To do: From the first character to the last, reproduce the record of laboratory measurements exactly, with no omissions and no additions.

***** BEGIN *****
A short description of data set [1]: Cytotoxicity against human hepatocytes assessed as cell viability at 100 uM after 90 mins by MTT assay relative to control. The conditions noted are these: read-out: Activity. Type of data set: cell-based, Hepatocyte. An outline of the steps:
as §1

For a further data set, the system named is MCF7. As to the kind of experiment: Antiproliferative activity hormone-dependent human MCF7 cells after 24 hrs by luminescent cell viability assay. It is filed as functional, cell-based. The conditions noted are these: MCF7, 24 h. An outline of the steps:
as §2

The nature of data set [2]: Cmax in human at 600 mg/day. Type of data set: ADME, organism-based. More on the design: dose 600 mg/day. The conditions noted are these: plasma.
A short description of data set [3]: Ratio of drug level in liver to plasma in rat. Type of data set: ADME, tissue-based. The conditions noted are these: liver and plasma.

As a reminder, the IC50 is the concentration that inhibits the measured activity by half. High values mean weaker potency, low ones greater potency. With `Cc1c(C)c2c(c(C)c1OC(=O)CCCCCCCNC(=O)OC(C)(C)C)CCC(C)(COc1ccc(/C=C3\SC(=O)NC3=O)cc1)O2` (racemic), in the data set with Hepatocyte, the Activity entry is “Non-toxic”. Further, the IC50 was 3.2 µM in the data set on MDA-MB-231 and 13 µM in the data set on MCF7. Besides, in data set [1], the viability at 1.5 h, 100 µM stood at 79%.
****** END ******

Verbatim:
A short description of data set [1]: Cytotoxicity against human hepatocytes assessed as cell viability at 100 uM after 90 mins by MTT assay relative to control. The conditions noted are these: read-out: Activity. Type of data set: cell-based, Hepatocyte. An outline of the steps:
as §1

For a further data set, the system named is MCF7. As to the kind of experiment: Antiproliferative activity hormone-dependent human MCF7 cells after 24 hrs by luminescent cell viability assay. It is filed as functional, cell-based. The conditions noted are these: MCF7, 24 h. An outline of the steps:
as §2

The nature of data set [2]: Cmax in human at 600 mg/day. Type of data set: ADME, organism-based. More on the design: dose 600 mg/day. The conditions noted are these: plasma.
A short description of data set [3]: Ratio of drug level in liver to plasma in rat. Type of data set: ADME, tissue-based. The conditions noted are these: liver and plasma.

As a reminder, the IC50 is the concentration that inhibits the measured activity by half. High values mean weaker potency, low ones greater potency. With `Cc1c(C)c2c(c(C)c1OC(=O)CCCCCCCNC(=O)OC(C)(C)C)CCC(C)(COc1ccc(/C=C3\SC(=O)NC3=O)cc1)O2` (racemic), in the data set with Hepatocyte, the Activity entry is “Non-toxic”. Further, the IC50 was 3.2 µM in the data set on MDA-MB-231 and 13 µM in the data set on MCF7. Besides, in data set [1], the viability at 1.5 h, 100 µM stood at 79%.